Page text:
The recent Pie survey showed that 57% of people who work in the property sector think that it is too soon for agents to return to work. However, most estate agency business owners are delighted that they have been allowed to reopen their businesses. Nevertheless there will be many obstacles to overcome before business can return to normal and as a business owner, one of your biggest challenges will be keeping the staff on side. There are so many things to consider. Most businesses will not be able to bring all their staff back to work immediately so how will you decide who to bring back to work and who to leave on furlough?

How will you deal with staff who want to return to work but can’t do so because they have no-one to look after their children?

How will you deal with staff who say that they cannot get to work because the trains or buses are not running or that they are too frightened to use them in case they catch the virus in an overcrowded carriage?

How will you deal with older staff or staff who have medical conditions which mean that they are at greater risk of dying from COVID-19?

How will you deal with staff who want to continue to work from home for all or part of every week?

How will you deal with staff who want to work flexi-time in order to make their journey to and from work quicker or safer?

Are you prepared to top up the salaries for staff on furlough once the government reduces the percentage of earnings that it will pay and where will the money come from to do this?

How will you deal with staff who refuse to come off the furlough scheme because they prefer being at home on 80% of their salary to being at work on 100%?

Will you need to make any staff redundant? If so, when will you do it and how will you fund the statutory redundancy costs which continue to be payable despite COVID-19?

These are just some of the HR decisions that you will need to make over the next few weeks and it will be a legal and moral minefield. Already, there are examples of business owners get it right and others getting it horribly wrong. Who will ever forget how one of the UK’s largest pub chains told their staff that they would not be paid for six weeks until the government furlough money came through? (This was later retracted). At the other end of the scale, the owners of some companies have won the admiration and respect of their staff by communicating with them openly, honestly and fairly.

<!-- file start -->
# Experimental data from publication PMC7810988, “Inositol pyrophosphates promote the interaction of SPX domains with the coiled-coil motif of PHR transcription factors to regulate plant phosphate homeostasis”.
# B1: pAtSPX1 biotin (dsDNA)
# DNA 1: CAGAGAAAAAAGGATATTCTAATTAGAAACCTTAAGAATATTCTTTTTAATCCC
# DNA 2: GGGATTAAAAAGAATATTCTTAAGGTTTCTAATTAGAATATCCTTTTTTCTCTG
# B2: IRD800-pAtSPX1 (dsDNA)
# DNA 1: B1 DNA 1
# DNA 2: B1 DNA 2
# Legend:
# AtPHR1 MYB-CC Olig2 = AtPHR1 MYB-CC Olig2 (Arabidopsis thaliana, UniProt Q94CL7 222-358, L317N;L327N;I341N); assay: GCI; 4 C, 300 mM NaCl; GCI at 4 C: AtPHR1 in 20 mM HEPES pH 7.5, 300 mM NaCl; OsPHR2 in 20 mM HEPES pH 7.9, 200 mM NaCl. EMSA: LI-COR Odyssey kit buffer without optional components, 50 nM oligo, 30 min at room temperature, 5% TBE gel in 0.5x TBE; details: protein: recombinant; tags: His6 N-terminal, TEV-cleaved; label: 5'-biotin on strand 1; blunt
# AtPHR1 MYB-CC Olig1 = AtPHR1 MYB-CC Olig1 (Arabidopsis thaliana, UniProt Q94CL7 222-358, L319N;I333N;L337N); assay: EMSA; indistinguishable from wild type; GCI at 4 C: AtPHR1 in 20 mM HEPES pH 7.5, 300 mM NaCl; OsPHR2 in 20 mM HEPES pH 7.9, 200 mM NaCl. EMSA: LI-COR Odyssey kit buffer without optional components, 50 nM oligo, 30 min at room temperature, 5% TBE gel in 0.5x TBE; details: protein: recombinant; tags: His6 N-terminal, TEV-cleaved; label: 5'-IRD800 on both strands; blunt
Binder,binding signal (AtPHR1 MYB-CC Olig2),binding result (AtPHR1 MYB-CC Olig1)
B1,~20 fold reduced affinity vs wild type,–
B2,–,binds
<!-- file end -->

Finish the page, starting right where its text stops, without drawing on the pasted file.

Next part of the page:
The tiniest things can make a difference. My neighbour’s daughter has been working at home for the last eight weeks and has been working four or five hours extra every day to do her own work plus the work of one of her colleagues who has been furloughed. She was happy to do this for the long-term good of the company. However, they then told her that her salary would be reduced by 10%. This will save them about £1,500. She was so incensed by this that she will now be looking for a new job as soon as the current crisis is over. It will cost them many thousands of pounds to replace her in agency fees and the time necessary to train her successor. It is also very likely that she will take many of the clients with her who bring in a quarter of a million pounds a year for the company. All this to save £1,500.

I would urge every business owner to make time over the next few days to write a summary business plan that can be shared with every member of their staff. It should include the following:

  • A summary of the turnover of the business in 2019 and a projection of the turnover for 2020
  • A brief analysis of how many houses will need to be sold and/or let to achieve this revenue
  • A summary of the strategies that the business will employ to achieve these targets
  • Some information about the role of every member of staff in achieving these things
  • An honest prediction of how many staff will be brought back from furlough, and when
  • Detailed information about how the company will do everything possible to safeguard the health of all its employees
  • Reassurance that you will treat staff fairly if they are unable to work due to a lack of childcare arrangements
  • Clarification of your policy on homeworking and flexi-time

The companies that treat their staff fairly over the next few months will win their respect and loyalty and will safeguard their most important asset for many years to come. Those that do not will find that just as the upturn gets underway, their best staff will hand in their notice at the very time that they need them most.

Adam Walker is a management consultant and business transfer agent who has specialised in the property sector for over thirty years. 

If you are thinking of selling, do give Adam J Walker and Associates a call on +44 (0) 845 226 9053 or email jd@adamjwalker.co.uk. They are business transfer agents and management consultants who have specialised in the property sector for over thirty-five years.

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